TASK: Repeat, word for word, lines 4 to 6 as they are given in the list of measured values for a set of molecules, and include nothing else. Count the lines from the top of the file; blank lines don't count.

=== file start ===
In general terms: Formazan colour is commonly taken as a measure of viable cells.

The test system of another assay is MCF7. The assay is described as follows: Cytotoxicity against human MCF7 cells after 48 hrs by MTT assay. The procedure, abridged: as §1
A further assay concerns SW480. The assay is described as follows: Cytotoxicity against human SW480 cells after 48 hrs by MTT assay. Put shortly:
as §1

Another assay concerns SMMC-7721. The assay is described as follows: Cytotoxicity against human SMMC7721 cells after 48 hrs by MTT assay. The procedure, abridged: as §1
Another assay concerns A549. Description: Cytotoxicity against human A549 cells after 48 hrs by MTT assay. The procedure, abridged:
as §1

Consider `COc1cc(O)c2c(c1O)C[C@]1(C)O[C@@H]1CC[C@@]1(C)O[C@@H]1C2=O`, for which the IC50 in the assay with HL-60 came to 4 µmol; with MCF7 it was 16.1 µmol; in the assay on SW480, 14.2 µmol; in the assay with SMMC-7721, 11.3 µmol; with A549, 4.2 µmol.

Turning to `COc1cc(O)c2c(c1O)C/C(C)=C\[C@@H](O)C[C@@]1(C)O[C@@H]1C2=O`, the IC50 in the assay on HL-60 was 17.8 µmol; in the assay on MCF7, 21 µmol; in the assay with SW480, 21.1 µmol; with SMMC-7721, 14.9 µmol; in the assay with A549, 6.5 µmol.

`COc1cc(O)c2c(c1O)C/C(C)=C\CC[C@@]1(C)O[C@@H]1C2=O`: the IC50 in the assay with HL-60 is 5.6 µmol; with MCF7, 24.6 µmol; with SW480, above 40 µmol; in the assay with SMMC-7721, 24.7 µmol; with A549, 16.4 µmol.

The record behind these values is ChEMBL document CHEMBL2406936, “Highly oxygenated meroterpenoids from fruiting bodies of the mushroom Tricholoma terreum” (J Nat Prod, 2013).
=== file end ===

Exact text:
as §1

Another assay concerns SMMC-7721. The assay is described as follows: Cytotoxicity against human SMMC7721 cells after 48 hrs by MTT assay. The procedure, abridged: as §1
Another assay concerns A549. Description: Cytotoxicity against human A549 cells after 48 hrs by MTT assay. The procedure, abridged: